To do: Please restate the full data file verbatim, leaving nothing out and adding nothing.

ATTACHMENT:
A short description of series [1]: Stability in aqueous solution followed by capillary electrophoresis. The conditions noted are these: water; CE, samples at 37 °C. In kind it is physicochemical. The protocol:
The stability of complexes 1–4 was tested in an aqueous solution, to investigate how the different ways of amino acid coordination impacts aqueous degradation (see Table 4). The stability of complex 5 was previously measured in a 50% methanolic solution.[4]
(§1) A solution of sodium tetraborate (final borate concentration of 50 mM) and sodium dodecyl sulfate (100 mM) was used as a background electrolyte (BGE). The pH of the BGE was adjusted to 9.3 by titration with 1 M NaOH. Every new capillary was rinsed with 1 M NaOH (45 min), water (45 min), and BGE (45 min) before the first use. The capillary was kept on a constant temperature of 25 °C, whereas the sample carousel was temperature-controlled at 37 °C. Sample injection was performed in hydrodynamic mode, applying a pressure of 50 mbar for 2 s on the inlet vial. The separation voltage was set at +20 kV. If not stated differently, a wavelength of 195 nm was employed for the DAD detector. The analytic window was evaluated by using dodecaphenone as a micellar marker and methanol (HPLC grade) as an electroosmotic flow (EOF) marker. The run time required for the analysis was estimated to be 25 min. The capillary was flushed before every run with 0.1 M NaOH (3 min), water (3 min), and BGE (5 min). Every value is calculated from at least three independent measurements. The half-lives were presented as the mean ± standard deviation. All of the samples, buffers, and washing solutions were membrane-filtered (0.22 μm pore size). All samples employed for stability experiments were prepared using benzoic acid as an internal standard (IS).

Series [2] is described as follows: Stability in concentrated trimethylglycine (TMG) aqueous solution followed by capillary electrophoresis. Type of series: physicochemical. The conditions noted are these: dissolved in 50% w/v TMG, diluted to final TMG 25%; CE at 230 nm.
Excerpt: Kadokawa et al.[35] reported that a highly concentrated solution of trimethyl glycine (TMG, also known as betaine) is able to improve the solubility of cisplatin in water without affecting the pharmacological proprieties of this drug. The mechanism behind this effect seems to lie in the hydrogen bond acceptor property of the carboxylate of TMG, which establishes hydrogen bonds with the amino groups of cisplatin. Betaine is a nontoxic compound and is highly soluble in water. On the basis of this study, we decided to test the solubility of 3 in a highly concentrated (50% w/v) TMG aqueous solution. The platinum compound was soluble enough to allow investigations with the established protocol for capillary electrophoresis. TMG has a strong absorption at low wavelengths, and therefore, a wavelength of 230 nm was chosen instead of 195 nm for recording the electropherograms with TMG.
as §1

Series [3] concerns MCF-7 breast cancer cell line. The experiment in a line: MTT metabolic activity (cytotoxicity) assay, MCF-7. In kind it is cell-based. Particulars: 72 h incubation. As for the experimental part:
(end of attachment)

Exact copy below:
A short description of series [1]: Stability in aqueous solution followed by capillary electrophoresis. The conditions noted are these: water; CE, samples at 37 °C. In kind it is physicochemical. The protocol:
The stability of complexes 1–4 was tested in an aqueous solution, to investigate how the different ways of amino acid coordination impacts aqueous degradation (see Table 4). The stability of complex 5 was previously measured in a 50% methanolic solution.[4]
(§1) A solution of sodium tetraborate (final borate concentration of 50 mM) and sodium dodecyl sulfate (100 mM) was used as a background electrolyte (BGE). The pH of the BGE was adjusted to 9.3 by titration with 1 M NaOH. Every new capillary was rinsed with 1 M NaOH (45 min), water (45 min), and BGE (45 min) before the first use. The capillary was kept on a constant temperature of 25 °C, whereas the sample carousel was temperature-controlled at 37 °C. Sample injection was performed in hydrodynamic mode, applying a pressure of 50 mbar for 2 s on the inlet vial. The separation voltage was set at +20 kV. If not stated differently, a wavelength of 195 nm was employed for the DAD detector. The analytic window was evaluated by using dodecaphenone as a micellar marker and methanol (HPLC grade) as an electroosmotic flow (EOF) marker. The run time required for the analysis was estimated to be 25 min. The capillary was flushed before every run with 0.1 M NaOH (3 min), water (3 min), and BGE (5 min). Every value is calculated from at least three independent measurements. The half-lives were presented as the mean ± standard deviation. All of the samples, buffers, and washing solutions were membrane-filtered (0.22 μm pore size). All samples employed for stability experiments were prepared using benzoic acid as an internal standard (IS).

Series [2] is described as follows: Stability in concentrated trimethylglycine (TMG) aqueous solution followed by capillary electrophoresis. Type of series: physicochemical. The conditions noted are these: dissolved in 50% w/v TMG, diluted to final TMG 25%; CE at 230 nm.
Excerpt: Kadokawa et al.[35] reported that a highly concentrated solution of trimethyl glycine (TMG, also known as betaine) is able to improve the solubility of cisplatin in water without affecting the pharmacological proprieties of this drug. The mechanism behind this effect seems to lie in the hydrogen bond acceptor property of the carboxylate of TMG, which establishes hydrogen bonds with the amino groups of cisplatin. Betaine is a nontoxic compound and is highly soluble in water. On the basis of this study, we decided to test the solubility of 3 in a highly concentrated (50% w/v) TMG aqueous solution. The platinum compound was soluble enough to allow investigations with the established protocol for capillary electrophoresis. TMG has a strong absorption at low wavelengths, and therefore, a wavelength of 230 nm was chosen instead of 195 nm for recording the electropherograms with TMG.
as §1

Series [3] concerns MCF-7 breast cancer cell line. The experiment in a line: MTT metabolic activity (cytotoxicity) assay, MCF-7. In kind it is cell-based. Particulars: 72 h incubation. As for the experimental part: